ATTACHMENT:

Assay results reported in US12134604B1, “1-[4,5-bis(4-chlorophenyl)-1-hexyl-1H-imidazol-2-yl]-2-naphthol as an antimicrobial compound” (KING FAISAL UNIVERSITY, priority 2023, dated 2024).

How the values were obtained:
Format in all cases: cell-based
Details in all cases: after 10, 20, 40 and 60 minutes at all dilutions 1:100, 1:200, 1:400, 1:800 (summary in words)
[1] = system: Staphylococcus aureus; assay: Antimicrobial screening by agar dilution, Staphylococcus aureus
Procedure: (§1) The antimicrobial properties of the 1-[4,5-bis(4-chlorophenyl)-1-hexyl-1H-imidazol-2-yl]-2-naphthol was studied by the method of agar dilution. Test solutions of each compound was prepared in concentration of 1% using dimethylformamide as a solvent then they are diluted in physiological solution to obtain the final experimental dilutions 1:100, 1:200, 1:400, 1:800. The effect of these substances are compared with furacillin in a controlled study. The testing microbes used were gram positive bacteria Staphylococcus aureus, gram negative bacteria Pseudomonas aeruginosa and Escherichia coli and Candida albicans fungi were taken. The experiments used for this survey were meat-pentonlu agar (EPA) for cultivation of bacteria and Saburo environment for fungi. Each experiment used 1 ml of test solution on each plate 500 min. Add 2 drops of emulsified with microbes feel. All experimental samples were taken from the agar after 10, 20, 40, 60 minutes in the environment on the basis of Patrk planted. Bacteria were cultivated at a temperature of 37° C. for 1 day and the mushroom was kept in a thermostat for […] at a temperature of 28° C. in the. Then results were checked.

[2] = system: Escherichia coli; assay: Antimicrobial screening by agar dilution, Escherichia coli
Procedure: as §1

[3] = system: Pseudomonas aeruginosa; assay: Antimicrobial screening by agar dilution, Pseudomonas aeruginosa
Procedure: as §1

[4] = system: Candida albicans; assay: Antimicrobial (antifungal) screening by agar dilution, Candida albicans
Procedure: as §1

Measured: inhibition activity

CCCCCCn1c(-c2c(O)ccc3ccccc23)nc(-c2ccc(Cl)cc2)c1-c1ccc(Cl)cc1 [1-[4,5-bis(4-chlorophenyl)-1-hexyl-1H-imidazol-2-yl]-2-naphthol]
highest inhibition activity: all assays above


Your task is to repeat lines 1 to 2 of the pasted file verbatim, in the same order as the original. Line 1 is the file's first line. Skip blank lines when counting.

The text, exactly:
Assay results reported in US12134604B1, “1-[4,5-bis(4-chlorophenyl)-1-hexyl-1H-imidazol-2-yl]-2-naphthol as an antimicrobial compound” (KING FAISAL UNIVERSITY, priority 2023, dated 2024).

How the values were obtained: